If you are currently having issues making your monthly payments you may have thought about just letting your property go into foreclosure. Before you even think about this it is important to realize that there are other solutions to avoid the devastating affects of this event such as a short sale. A short sale has become all to common in today’s society due to the collapse of the housing market. Because homes are not worth nearly as much as they were just a few years ago, many homeowners are left with no choice but to try and sell their property for less than what is owed on the mortgage.

In the current economy and real estate market many people often wonder about the differences between short sales and foreclosures. In this article we will explain the common differences between these two events.

Selling your home as a short sale while not ideal, is a much better alternative than going the foreclosure route. These are actually a sort of win win situation for the banks and homeowners. The bank will generally still obtain a good portion of the mortgage from the sell while the homeowners gets to avoid the devastating affects that come along with foreclosure.

If you are thinking of letting your home go here are a few reasons why you might want to consider trying to sell your property first.

When you look to purchase another home in the near future you will have a much easier time doing so after a short sale. If your payments where never more than thirty days late and the lender does not require you to pay back the loan then you may be eligible to buy another home immediately. If your payments are in arrears when the sale closes you will probably not be able buy a new home for at least the next two years.

However, if you were looking to buy a new home after your home has been foreclosed on you will generally have to wait 7 years. With certain restrictions you may be able to purchase one after 5 years, but the general time period is going to be 7 years.

Both of these events will have different affects on your credit rating as well. A short sale is not necessarily viewed in a negative way and usually does not create a huge ding on your credit score. Typically people who sell their home as a short sale will see their credit score drop anywhere from 30–130 points and will usually be referred to as settled, paid as agreed, or paid in less than full on your credit report. It is also important to be aware that the negative marks will mainly only be caused by late payments prior to closing. For individuals who are able to manage their monthly payments all the way up to the time of closing their scores may drop as little as 30-50 points.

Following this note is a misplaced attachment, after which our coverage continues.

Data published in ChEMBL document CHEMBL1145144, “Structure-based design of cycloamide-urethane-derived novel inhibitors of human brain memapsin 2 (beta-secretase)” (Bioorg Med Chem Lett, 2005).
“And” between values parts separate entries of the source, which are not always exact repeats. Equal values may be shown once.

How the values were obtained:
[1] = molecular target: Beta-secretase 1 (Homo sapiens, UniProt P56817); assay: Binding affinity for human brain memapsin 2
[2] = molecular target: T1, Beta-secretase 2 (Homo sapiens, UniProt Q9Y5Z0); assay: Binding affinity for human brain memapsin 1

The affects on your credit caused by foreclosures are far greater and much more damaging to your credit. Point drops due to a foreclosure can range anywhere from 200-400 points. Not only is that point deduction severely damaging they can remain on your record for 7-10 years. This will decrease your chances of obtaining a new loan for many years.

There are several other affects of foreclosures that are not associated with short sales. For instance loan applications will not ask about short sales but will certainly ask if you have recently had a foreclosure. If you have had one then you are much less likely to receive the loan. Also, foreclosures will show up on your credit score as mentioned above while short sales will not. The foreclosure will be listed clearly on your credit report while the negative effects of selling your home will be in the form of late payments on your credit history.

As you can see both of these events are not the best options to protect your credit and should be avoided at all costs. It would be very wise to first exhaust all other options such as a loan modification or repayment plan before going either of these routes. However, for many individuals it is just impossible to manage their mortgage payments even with a lower payment, and therefore they will have to decide which route to choose.

Moe Bedard
My name is Maurice "Moe" Bedard. I am the founder of America's #1 Mortgage Forum, LoanSafe.org. My online work has been featured in the New York Times, LA Times, Fox Business, and many other media publications.